Guest Speakers

The Art of Asking in Uncertain Times – Silvia Bueso

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Silvia Bueso knows what it means to navigate uncertain times. When the pandemic hit, her circumstances changed overnight. Her business had been in a good place but suddenly, her activities were canceled and she faced new challenges in her career as well as her personal life. She was confronted with the prospect of supporting her family without the security of her usual income sources. In her presentation, Silvia described this moment as “losing everything”.

However, it was a moment for new beginnings as well as endings. She realized that, although she hadn’t chosen the situation, she could choose to keep fighting for her objectives. What motivated her was a sincere belief in herself and her talents. One affirmation that helped her persevere was: “I am the best choice”. She knew that she had many useful services to offer, so she simply had to adapt to her new circumstances.

What Does It Mean To Ask?

Silvia’s focus is now on “The Art of Asking.” She was an early adopter of webinars at the start of the pandemic, delivering ten free sessions that focused on this theme. Her philosophy is that to ask for something does not burden the person you ask. In fact, it serves them too. Because everyone likes to be useful, she argues: it is a pleasure to be asked to help. Although asking can make you feel vulnerable, it should be reframed as a display of strength. It shows that you are fighting for what you want.

Silvia explained the value of an external perspective. Once she decided to offer her webinars, she called three crucial connections to get their feedback. It’s important to have a clear objective, she said. Once you know what you want to do, you can identify the gaps in your knowledge and the relevant people to help you.

For example, Silvia had the experience and understanding to teach people communication strategies. However, she had never used Zoom in her work. She knew that she’d need support with the technical aspects of her webinars. Although it represented a major obstacle, that was not a reason to cancel them, just a reason to ask for help.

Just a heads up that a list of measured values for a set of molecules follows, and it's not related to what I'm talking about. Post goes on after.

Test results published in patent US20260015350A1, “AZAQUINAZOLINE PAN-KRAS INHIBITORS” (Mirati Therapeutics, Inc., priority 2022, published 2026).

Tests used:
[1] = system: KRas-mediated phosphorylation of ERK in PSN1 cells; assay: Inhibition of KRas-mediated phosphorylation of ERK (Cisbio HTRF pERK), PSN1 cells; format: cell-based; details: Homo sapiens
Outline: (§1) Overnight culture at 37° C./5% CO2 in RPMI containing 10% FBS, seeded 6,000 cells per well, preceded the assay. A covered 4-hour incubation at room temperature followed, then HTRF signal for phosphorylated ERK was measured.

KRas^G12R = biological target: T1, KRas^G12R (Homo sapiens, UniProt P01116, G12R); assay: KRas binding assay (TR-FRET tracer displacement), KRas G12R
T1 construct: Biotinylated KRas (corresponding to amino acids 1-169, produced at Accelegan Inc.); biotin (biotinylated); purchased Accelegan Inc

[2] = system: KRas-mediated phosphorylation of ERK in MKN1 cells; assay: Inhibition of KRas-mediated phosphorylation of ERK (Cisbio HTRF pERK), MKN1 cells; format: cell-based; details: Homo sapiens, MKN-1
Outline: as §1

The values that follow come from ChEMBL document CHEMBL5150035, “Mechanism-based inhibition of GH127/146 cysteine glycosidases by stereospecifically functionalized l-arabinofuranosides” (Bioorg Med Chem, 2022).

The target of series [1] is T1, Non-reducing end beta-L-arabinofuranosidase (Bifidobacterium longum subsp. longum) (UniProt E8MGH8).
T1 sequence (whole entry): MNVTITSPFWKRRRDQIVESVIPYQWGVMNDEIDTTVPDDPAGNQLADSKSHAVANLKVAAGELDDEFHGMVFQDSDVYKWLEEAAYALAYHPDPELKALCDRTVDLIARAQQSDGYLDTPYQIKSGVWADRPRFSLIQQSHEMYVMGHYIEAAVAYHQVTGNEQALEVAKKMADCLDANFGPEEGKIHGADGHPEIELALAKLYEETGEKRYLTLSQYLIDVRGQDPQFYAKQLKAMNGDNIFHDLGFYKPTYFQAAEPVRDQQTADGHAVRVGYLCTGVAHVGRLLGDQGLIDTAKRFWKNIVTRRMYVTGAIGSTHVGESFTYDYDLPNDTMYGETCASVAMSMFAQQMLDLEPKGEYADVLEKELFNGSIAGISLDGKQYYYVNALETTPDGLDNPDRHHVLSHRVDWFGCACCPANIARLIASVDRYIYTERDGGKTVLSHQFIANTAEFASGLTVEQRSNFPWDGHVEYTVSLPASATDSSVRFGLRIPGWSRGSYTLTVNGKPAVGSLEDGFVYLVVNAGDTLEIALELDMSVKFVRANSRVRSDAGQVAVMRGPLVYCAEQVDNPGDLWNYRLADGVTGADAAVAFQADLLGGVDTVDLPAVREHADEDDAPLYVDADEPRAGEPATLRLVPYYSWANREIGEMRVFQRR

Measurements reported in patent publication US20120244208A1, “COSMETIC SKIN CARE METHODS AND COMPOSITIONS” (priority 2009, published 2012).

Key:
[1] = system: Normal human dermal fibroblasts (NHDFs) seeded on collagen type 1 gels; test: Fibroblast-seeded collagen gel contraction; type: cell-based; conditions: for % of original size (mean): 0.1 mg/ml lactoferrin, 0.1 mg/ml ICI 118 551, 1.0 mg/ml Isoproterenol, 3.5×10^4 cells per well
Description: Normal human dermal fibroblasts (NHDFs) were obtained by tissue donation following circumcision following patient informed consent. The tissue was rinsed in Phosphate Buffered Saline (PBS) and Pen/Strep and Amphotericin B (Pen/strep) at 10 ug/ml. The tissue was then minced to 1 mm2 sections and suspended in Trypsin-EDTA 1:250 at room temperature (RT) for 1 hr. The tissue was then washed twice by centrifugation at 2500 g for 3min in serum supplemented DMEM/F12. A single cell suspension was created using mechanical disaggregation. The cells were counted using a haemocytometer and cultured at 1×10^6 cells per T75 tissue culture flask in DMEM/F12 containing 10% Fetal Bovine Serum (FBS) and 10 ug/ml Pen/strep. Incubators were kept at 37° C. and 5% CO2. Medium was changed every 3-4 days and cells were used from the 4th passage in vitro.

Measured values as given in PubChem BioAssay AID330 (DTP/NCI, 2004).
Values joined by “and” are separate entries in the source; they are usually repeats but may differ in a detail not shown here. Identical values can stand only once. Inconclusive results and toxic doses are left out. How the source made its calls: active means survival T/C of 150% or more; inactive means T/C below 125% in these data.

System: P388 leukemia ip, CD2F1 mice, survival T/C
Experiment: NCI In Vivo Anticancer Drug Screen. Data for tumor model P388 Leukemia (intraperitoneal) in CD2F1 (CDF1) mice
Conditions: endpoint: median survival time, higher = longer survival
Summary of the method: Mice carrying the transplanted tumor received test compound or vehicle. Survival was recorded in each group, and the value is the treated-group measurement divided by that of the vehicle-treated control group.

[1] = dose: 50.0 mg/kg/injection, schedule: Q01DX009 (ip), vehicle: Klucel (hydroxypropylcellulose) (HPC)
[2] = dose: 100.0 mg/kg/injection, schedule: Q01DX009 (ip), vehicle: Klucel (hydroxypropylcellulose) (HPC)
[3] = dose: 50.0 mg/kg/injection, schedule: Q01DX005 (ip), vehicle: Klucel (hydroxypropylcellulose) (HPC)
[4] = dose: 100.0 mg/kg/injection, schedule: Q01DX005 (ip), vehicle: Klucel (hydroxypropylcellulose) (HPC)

The First Step: Assessing Your Talents

To build a plan when the pandemic struck, Silvia reflected on the ways in which she could be of service to people under these new circumstances. She wrote down three things she could do to help others, and then she worked out how she could use these abilities to also help herself. The webinars she offered were free, so they were a way to serve others. However, they also made her visible to potential future clients. This was one way in which they served her.

Silvia explained that when you are generous with your time and your abilities, people will think of you when it comes to opportunities.

Feel the Fear, Don’t Fight It!

Once Silvia made her plan for her webinars, she experienced a great deal of fear. However, she believes that fear should be taken as a good sign. It is only when we are actually taking action that doubts and insecurity arise. Therefore, all they are is evidence that we are doing something important. Unless we learn to coexist with these fears, we will never take the necessary action to achieve our objectives.

Silvia emphasized the importance of not trying to escape these fears but instead welcoming them. They can help guide you in your plan. If a recurring fear is, “I have no time to do this”, it’s a sign that scheduling will be important. “I don’t have the connections”, shows that networking should be a priority. Your fears should not dissuade you from carrying out a plan. Instead, they can help ensure that you carry it out to the best of your ability.